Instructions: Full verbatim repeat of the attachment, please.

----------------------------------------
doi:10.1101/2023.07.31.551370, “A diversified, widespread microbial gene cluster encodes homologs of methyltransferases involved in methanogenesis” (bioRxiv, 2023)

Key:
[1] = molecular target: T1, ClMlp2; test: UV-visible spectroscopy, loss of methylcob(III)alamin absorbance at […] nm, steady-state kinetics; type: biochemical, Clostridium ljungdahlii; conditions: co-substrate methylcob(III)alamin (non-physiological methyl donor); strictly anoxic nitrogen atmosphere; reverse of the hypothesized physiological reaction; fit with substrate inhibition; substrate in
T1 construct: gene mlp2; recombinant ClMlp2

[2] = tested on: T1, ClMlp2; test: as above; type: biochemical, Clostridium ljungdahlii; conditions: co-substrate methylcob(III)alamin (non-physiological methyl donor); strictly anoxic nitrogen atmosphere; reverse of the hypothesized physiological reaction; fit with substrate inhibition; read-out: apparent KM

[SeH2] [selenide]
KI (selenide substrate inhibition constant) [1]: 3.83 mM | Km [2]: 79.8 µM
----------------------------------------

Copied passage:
doi:10.1101/2023.07.31.551370, “A diversified, widespread microbial gene cluster encodes homologs of methyltransferases involved in methanogenesis” (bioRxiv, 2023)

Key:
[1] = molecular target: T1, ClMlp2; test: UV-visible spectroscopy, loss of methylcob(III)alamin absorbance at […] nm, steady-state kinetics; type: biochemical, Clostridium ljungdahlii; conditions: co-substrate methylcob(III)alamin (non-physiological methyl donor); strictly anoxic nitrogen atmosphere; reverse of the hypothesized physiological reaction; fit with substrate inhibition; substrate in
T1 construct: gene mlp2; recombinant ClMlp2

[2] = tested on: T1, ClMlp2; test: as above; type: biochemical, Clostridium ljungdahlii; conditions: co-substrate methylcob(III)alamin (non-physiological methyl donor); strictly anoxic nitrogen atmosphere; reverse of the hypothesized physiological reaction; fit with substrate inhibition; read-out: apparent KM

[SeH2] [selenide]
KI (selenide substrate inhibition constant) [1]: 3.83 mM | Km [2]: 79.8 µM